I picked up a particular fondness for ray-tracing during my University years while studying Computer Science, majoring in Computer Graphics. Ray Tracing is quite a simple idea which produces quite impressive results with relatively little work.
Ray-tracing is a very intensive algorithm. Abstracting the maths away a bit, it basically casts a ray (yep, hence “ray tracing”) over the scene (a collection of shapes and lights all represented in 3D space) for every pixel of the image, bouncing the ray around the scene multiple times as it hits objects (this is how reflections work, etc).
As I said, the main point of this exercise was to learn more about the Canvas element. If you want to learn more about Ray Tracing, there are a number of great resources on the the net.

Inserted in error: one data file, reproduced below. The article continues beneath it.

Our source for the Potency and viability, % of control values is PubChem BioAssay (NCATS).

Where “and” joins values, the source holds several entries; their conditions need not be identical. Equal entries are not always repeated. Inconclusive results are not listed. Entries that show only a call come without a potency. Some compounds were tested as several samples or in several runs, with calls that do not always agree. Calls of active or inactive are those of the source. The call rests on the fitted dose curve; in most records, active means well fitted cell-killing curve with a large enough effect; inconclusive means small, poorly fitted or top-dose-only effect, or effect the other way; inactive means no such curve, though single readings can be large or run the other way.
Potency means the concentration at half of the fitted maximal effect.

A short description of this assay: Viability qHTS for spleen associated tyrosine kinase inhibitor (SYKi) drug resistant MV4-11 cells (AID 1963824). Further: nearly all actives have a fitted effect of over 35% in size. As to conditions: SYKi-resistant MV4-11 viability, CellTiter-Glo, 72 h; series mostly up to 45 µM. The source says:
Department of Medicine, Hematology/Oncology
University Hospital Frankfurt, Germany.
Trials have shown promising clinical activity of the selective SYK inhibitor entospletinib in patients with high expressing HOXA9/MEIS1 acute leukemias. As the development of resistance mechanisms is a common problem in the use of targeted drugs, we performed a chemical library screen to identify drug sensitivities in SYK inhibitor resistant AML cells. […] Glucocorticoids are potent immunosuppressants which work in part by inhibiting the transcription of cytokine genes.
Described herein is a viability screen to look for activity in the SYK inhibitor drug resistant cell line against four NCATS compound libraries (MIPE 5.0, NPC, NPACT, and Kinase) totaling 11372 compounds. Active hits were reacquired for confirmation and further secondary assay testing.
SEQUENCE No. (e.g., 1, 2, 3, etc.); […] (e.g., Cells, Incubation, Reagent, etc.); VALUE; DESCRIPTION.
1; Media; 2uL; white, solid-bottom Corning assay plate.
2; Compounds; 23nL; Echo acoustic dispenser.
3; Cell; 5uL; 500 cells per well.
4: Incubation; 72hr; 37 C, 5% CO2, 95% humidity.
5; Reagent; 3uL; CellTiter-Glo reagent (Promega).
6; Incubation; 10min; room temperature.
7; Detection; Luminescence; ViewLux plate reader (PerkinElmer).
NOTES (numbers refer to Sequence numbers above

The canvas element has a pretty simple API: simply get the 2D context and render to it. I was thinking of documenting my usage of it, but it’s already done so well on other sites that I figure I’ll just link you off to them to learn more.
The Flog.RayTracer in action
If you’re really keen feel free to go ahead and download the ray-tracer. It’s probably very buggy (I know of a couple of big ones already), but it’ll give you hours of fun trying to fix it.